Hailed as one of the Bay Area’s Top Exhibitions in 2012 by the San Francisco Chronicle, Question Bridge: Black Males returns to the Oakland Museum of California this fall. Immerse yourself in intimate videos—woven together and arranged to simulate face-to-face conversations between participants—among a diverse group of 150 Black men across the United States. Hear these men answer each other’s questions with exceptional honesty and vulnerability, and share stories, beliefs, and values in a personal portrayal of their lives. Encompassing themes of family, love, interracial relationships, community, education, and wisdom, Question Bridge: Black Males presents nuanced portraits of past, present, and future of Black men in American society. Listen, watch, learn, and start your own conversations with this profoundly moving installation.


In 2012, the Oakland Museum of California presented Question Bridge: Black Males, an innovative and widely exhibited video installation from artists Chris Johnson and Hank Willis Thomas in collaboration with Bayeté Ross Smith and Kamal Sinclair. Joining the Smithsonian National Museum of African American History and Culture and the Brooklyn Museum, OMCA is proud to acquire this groundbreaking and poignant work for its collection.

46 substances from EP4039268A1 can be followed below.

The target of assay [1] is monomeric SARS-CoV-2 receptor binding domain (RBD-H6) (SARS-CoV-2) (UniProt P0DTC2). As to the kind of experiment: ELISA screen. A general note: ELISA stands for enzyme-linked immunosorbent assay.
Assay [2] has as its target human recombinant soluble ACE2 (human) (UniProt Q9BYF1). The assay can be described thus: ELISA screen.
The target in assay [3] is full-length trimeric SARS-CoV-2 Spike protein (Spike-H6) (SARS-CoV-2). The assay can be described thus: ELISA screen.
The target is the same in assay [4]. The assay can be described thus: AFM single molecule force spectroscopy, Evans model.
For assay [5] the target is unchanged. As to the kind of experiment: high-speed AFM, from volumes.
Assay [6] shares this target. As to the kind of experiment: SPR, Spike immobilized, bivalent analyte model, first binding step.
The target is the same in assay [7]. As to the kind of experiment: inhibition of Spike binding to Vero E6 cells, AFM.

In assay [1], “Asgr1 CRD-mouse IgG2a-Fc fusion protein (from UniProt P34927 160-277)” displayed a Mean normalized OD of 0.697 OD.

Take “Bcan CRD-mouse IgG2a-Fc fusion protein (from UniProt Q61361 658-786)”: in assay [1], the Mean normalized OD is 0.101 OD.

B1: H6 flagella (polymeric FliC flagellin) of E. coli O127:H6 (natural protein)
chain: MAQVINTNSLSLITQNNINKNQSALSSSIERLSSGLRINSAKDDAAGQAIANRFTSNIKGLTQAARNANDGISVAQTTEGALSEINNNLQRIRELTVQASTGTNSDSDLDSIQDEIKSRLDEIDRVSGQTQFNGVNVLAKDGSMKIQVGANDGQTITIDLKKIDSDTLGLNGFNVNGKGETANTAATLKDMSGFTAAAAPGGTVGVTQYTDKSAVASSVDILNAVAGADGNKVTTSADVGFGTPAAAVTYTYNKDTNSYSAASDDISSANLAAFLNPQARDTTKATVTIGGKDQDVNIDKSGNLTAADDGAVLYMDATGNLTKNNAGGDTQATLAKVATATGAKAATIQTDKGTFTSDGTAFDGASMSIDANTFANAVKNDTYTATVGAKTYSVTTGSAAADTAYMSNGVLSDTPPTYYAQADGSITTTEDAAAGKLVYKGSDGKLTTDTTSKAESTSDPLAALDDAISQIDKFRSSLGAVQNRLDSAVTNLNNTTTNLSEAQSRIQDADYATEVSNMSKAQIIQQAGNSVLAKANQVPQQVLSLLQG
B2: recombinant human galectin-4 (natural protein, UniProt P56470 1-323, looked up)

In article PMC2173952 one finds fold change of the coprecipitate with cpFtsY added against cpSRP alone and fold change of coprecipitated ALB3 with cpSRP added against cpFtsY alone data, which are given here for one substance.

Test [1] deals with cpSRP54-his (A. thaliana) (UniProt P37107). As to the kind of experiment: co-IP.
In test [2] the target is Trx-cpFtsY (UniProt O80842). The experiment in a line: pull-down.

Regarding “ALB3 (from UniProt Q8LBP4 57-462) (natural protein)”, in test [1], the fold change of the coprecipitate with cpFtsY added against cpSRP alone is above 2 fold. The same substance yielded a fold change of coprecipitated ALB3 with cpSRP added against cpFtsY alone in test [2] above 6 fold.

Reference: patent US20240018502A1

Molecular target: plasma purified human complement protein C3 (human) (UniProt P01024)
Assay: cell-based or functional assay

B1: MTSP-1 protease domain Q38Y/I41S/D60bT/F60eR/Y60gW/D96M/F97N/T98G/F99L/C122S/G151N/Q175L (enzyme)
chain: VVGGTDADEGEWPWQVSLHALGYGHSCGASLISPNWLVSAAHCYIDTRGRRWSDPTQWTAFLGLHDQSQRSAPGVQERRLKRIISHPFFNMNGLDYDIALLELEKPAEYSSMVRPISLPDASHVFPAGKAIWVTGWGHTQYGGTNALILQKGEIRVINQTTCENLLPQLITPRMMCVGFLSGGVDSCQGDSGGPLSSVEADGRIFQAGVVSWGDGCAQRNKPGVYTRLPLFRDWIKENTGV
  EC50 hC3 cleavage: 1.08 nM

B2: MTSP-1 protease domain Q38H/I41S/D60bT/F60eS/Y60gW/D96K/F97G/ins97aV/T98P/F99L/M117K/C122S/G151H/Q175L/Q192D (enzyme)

Nature’s Gift: Humans, Friends & the Unknown

Through January 21, 2018

This fall, experience the world premiere of Nature's Gift: Humans, Friends & the Unknown, a dazzling immersive experience that takes you through the rainbow into another world. A one-of-a-kind and interactive environment by FriendsWithYou—the artist collective including Samuel Borkson and Arturo Sandoval III—the large-scale, light-filled installation sparks joy and positivity, and sets the stage for friendship, magic, and social connection. A soothing, multi-sensory experience for all ages, we invite you to allow your senses to get lost in this imaginative and otherworldly place. There is a $4 charge for this special exhibition in addition to regular Museum admission.

Bees: Tiny Insect, Big Impact

Through October 22, 2017
This exhibition in OMCA’s Gallery of California Natural Sciences takes a look at the wildly diverse and intricate world of one of the most important creatures to human agriculture and the natural environment. Through family-friendly experiences, hands-on activities, and media, Bees: Tiny Insect, Big Impact touches on topics of honeybees and Bay Area beekeeping, the diversity of California native bee species, citizen science projects, and the similarities between bees and humans. Visitors will discover real bee specimens under a microscope, crawl through a human-sized beehive, and try on a beekeeper suit. In an immersive gallery environment, visitors can explore the causes of bee population decline, learn about the significance of bees to California's economy and ecosystems, and discover how simple but powerful actions by Californians can help bees to survive in a changing world.